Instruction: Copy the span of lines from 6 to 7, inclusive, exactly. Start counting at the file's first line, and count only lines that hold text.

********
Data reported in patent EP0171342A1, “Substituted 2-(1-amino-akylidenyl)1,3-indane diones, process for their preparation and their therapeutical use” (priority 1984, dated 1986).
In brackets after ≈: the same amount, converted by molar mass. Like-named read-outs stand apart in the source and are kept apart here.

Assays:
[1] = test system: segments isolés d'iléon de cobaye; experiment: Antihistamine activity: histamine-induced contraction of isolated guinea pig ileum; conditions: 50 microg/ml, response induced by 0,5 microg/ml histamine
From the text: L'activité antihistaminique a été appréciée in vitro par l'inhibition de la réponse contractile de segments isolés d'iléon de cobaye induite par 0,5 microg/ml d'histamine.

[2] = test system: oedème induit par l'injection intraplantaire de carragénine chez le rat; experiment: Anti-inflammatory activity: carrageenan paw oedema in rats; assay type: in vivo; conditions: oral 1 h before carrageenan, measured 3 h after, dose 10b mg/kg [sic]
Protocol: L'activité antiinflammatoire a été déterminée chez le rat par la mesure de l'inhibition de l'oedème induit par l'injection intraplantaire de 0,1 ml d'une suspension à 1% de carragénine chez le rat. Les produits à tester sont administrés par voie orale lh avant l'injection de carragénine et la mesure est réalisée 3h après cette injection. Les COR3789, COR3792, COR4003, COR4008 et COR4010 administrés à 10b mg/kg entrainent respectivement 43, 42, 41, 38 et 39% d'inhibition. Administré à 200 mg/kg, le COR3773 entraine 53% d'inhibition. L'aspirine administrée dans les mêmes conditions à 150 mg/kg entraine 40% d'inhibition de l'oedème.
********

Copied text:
[2] = test system: oedème induit par l'injection intraplantaire de carragénine chez le rat; experiment: Anti-inflammatory activity: carrageenan paw oedema in rats; assay type: in vivo; conditions: oral 1 h before carrageenan, measured 3 h after, dose 10b mg/kg [sic]
Protocol: L'activité antiinflammatoire a été déterminée chez le rat par la mesure de l'inhibition de l'oedème induit par l'injection intraplantaire de 0,1 ml d'une suspension à 1% de carragénine chez le rat. Les produits à tester sont administrés par voie orale lh avant l'injection de carragénine et la mesure est réalisée 3h après cette injection. Les COR3789, COR3792, COR4003, COR4008 et COR4010 administrés à 10b mg/kg entrainent respectivement 43, 42, 41, 38 et 39% d'inhibition. Administré à 200 mg/kg, le COR3773 entraine 53% d'inhibition. L'aspirine administrée dans les mêmes conditions à 150 mg/kg entraine 40% d'inhibition de l'oedème.